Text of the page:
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Thursday, April 07, 2011

Tribunal upholds decision on emergency department death reviews

The Courier Mail today reports detail from reviews of deaths in emergency departments at three hospitals in Queensland based on documents released after QCAT upheld (in a decision yet to be posted) the decision of the Right to Information Commissioner that the documents were not exempt from disclosure. (Update: the paper doesn't hold back in the editorial "When right to information is a sick joke."
(Further update-the QCAT decision.)


  1. Cannot think of a more worthy FOI request, yes the details may embarrass Queensland Health but the public benefit in knowing is overwhelming.

  2. Anonymous4:04 pm

    What's your legal view on an officer (not RTI/IP delegated) being requested to draft a decision for a delegated officer who signs it? The undelegated officer goes through the entire process and handles the file, makes decisions on all documents, marks up the documents with relevant exemptions and prepares the decision. It is then signed by a delegated officer. (It is unknown if the delegated signing officer then reads through every document and checks all exemptions and checks the decision before signing it. If so, I don't see the point of doing the quite lengthy work twice).

    What is your legal view when a delegated officer supervisor requests an undelegated officer to make a decision advising that the delegated officer cannot make the decision, nor 2 other delegated officers as they've done prior RTIs for the same applicant? The delegated officer supervisor also informs the undelegated officer that he/she expects to be called as a witness in a court hearing re the applicant so cannot make the decision. The undelegated officer tells the delegated officer that he/she has no delegation so cannot make the decision, then faces retalitory action.

    Would appreciate your opinion, rather than referral.


  3. Authority to make a decision in most of our acts rests with the principal officer of the agency who may either delegate or direct an officer or officers to deal with applications generally, or to deal with a particular application. There is nothing improper in an officer not holding authority from the principal officer assessing relevant documents and preparing a draft determination for an authorised officer. The authorised officer may take what amounts to advice into account in reaching a decision independently, applying his or her mind to the matters for decision. But uncritical or unquestioning acceptance of the views of another could mean the statutory authority to make a decision has not been properly exercised. See the WA Supreme Court decision in Manly:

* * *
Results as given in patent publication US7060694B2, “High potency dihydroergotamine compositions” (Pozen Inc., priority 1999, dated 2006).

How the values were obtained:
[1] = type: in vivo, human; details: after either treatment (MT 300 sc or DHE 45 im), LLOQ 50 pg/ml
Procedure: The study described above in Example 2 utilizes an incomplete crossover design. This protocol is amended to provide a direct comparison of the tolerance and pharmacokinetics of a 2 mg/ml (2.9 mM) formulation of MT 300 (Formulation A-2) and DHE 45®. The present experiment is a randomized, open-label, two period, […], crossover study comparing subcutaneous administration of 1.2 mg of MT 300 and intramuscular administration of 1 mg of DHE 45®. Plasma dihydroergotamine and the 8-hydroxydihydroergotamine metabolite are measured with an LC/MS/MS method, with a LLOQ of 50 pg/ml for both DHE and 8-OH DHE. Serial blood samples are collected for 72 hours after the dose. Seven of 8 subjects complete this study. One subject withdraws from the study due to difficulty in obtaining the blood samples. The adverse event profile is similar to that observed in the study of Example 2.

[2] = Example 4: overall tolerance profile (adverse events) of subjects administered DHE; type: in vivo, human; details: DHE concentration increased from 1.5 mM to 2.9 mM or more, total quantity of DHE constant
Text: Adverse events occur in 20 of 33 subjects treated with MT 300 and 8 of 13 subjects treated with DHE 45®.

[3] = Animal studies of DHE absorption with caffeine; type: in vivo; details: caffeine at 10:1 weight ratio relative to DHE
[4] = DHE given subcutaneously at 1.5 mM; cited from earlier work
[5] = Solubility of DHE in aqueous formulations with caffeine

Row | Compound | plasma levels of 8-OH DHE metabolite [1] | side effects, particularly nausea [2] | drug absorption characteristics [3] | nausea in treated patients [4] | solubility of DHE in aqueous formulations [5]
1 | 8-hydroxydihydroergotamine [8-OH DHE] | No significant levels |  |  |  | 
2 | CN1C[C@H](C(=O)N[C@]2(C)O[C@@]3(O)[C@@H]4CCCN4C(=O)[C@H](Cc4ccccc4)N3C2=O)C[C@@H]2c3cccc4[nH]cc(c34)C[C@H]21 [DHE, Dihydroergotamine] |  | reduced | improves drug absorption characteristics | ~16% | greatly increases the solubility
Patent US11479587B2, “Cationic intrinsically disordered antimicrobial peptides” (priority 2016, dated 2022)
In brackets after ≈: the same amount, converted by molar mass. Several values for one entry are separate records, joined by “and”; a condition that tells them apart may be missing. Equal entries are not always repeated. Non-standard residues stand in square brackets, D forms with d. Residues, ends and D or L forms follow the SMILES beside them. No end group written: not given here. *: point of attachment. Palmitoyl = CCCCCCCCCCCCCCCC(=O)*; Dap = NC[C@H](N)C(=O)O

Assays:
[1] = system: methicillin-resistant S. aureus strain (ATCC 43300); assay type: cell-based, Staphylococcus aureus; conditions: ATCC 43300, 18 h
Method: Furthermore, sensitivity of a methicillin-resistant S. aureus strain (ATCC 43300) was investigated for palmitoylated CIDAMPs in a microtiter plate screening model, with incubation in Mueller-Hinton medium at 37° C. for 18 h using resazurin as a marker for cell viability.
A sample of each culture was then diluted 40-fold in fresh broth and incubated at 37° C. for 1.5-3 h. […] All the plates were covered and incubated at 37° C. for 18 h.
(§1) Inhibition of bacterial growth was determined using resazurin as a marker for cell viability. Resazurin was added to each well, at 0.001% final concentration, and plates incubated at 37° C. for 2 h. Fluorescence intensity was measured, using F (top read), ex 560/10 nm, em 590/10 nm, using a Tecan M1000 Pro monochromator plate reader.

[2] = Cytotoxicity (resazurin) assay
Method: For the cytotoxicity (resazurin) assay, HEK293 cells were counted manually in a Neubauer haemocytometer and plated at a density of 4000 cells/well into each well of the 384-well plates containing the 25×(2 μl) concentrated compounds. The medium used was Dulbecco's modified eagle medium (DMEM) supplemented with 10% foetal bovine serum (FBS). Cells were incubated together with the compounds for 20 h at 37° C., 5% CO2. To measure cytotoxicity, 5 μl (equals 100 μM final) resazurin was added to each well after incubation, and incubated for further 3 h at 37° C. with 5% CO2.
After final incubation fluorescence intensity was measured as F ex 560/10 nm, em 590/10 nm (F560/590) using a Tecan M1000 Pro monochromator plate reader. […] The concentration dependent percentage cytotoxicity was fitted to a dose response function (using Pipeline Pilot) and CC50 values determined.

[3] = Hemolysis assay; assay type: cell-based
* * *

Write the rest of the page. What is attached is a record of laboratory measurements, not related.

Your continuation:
On the second issue an officer without authority can't make a decision exercising statutory powers.Retaliation for taking a position on this that seems correct sounds improper to me.

    The fact that authorised officers have made previous decisions on applications by this applicant wouldn't preclude them from making a decision on a new application. Involvement in a court case might be a different matter. In which case-or in any event- the simple answer would be for the principal officer to authorise another officer to make a decision on this application.

  4. Anonymous11:44 am

    Curious about above question and answer. I looked at Manly dec and it does not appear to have relevance to Anon question.

    Is there a Qld or other case of relevance to the question?

    It would appear that drafting a decision one would need to turn one's mind to legislation and apply one's own interpretation. If an undelegated person were instructed to draft a RTI or IP decision surely they would have to apply their own interpretation of legislation and knowledge of the documents and file?

    What responsibility does that undelegated person have in relation to then a delegated officer signing the RTI decision letter?

    How would the undelegated person know if the delegated person signing the decision letter simply quickly read over and signed it? Knowing there are legal implications, fines, and disciplinary action probable - not to mention the RTI decision being deemed invalid by the Office of the Information Commmissioner if not actually decided upon by a delegated officer - what, if any, protection has the undelegated officer have that the delegated officer does in fact re-read every document and re-evaluate every document giving their delegated view to each document and endorsing or amending the undelegated officer's RTI Decision letter?

  5. Anonymous11:55 am

    Apologies have located relevant excerpt in abovenamed case.

    Would still appreciate your view on above queries and if you know of any other relevant cases.

  6. I don't think I can add to this but give me a call or email me if a chat might help.